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Who Profits from the Psychiatric Hospital?

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   Being committed to psychiatric hospitals has been practiced for several centuries. During the 1500s one of the original and best known psychiatric hospitals was created. It was located in London and called St. Mary of Bethlehem. The locals referred to it as "bedlam" and this is where the original definition of that term came from. This was considered a time of enlightenment because the school of thought concerning deviant behavior was shifting away from the belief that the patient was possessed by demons or that he or she was a heretic.

No more witches, in that day and age the insane were considered mentally ill and instead of being burned at the stake they were taken to a dark, dingy and cold cell where they lived out the remainder of their lives under abominable conditions.

Fortunately for the mentally ill, the conditions have improved even more since the 1500s. Nowadays instead of using a straight jacket to restrain the patient, we use mind altering (psychotropic) drugs.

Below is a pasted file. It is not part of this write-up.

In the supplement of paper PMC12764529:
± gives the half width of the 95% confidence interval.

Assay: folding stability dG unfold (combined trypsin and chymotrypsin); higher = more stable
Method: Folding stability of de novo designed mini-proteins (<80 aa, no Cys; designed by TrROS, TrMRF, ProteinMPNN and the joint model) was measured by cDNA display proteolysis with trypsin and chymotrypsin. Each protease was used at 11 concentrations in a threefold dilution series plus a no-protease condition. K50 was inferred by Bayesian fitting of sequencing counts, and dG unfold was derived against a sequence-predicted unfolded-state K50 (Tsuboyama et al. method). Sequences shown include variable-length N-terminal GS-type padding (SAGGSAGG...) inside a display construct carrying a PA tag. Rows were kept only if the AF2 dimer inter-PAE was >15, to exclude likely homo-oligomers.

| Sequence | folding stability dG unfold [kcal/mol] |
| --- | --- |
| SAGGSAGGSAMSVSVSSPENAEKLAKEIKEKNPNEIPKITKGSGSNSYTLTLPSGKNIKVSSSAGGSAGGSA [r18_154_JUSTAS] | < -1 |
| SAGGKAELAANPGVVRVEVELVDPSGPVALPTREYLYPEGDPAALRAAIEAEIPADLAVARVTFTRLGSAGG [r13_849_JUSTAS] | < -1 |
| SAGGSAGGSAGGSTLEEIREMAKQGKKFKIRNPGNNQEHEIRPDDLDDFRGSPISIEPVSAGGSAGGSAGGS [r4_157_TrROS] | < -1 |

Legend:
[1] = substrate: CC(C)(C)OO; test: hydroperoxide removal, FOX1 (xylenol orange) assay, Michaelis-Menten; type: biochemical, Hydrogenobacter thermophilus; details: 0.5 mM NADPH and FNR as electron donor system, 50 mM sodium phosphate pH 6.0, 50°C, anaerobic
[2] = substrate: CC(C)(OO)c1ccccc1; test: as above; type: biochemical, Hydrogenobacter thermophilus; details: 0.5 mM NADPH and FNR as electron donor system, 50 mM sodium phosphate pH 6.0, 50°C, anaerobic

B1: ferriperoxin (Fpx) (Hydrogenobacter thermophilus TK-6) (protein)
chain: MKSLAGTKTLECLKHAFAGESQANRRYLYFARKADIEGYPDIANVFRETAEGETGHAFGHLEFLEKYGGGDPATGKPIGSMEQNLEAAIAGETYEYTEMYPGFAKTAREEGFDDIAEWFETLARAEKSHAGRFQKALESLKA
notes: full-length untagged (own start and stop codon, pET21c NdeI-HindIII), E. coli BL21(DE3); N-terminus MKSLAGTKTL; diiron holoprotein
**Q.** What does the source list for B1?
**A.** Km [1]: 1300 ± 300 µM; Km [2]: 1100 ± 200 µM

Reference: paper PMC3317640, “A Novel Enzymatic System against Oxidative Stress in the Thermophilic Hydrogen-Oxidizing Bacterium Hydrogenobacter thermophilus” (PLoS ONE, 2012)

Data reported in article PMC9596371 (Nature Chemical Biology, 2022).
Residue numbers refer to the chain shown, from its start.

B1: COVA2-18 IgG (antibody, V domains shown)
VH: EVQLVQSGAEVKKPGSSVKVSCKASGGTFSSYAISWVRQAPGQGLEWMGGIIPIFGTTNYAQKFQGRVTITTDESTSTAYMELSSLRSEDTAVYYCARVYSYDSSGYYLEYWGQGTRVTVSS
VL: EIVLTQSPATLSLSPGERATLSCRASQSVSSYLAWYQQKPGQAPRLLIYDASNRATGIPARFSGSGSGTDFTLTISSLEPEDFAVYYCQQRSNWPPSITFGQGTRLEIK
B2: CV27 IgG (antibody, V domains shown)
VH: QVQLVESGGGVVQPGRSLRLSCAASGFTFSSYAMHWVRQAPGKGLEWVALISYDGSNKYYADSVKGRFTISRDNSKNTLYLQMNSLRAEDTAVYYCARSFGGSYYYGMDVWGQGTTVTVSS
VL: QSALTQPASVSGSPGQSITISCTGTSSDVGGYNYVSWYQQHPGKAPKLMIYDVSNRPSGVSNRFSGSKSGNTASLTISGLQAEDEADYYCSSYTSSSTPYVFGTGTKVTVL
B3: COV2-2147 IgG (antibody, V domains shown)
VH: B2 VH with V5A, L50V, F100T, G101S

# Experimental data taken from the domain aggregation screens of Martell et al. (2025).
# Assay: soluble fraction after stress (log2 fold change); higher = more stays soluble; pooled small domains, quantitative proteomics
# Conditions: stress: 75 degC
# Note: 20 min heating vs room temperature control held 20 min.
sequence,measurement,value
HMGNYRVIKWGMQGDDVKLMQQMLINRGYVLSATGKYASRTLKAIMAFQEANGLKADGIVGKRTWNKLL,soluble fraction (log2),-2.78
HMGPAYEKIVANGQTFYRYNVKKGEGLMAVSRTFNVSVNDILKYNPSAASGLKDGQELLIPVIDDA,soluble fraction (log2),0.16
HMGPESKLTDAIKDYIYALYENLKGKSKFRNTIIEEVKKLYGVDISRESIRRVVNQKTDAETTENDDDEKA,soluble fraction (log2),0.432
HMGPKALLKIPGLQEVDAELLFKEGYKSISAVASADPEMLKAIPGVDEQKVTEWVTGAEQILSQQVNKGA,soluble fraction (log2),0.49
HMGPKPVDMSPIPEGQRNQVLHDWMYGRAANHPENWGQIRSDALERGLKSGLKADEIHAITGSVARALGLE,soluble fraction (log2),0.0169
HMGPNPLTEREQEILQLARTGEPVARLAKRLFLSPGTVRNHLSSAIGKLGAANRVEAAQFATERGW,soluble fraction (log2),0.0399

Restraints, similar to straight jackets are still used in modern times with regularity, but they are usually second choice to a heavy dose of strong, intoxicating antipsychotic medicines. During these modern times, about 99.9% of the patients that are admitted to psychiatric hospitals are immediately placed on psychotropic medicines. And if these patients were already on these medicines when they came in, they will be placed on more of them upon admission. It is not unusual to see some of the patients taking 6 to 10 different types of medicines daily.

The primary medication is usually an antipsychotic medication. Some common antipsychotic medicines are Thorazine, Haldol and Clozaril. Antipsychotic meds are used to treat symptoms like hallucinations, delusions and illogical thoughts and ideas. They are also used for reducing aggressive tendencies in potentially violent patients. Although this use is not what antipsychotics were intended for, they do get used as tranquilizers for violent patients because of the convenience and speed that they sedate the patient.

A second popular class of psychotropics are called Antidepressants. The most common Antidepressant is Prozac. Antidepressants are used to treat depressions.

The third commonly prescribed psychotropic medicine are called Antianxiety medications. Some common Antianxiety drugs are, Xanax, Valium and Klonopin. These are used to treat symptoms of anxiety. In addition to these different medicines there are also drugs to treat Manic Depression (AKA Bipolar Disorder). The most common drug in this category is Lithium.

Now you might be asking, is it common for one patient to take all of these drugs at once? The answer is yes, and it happens frequently. Here is a hypothetical example of how it works: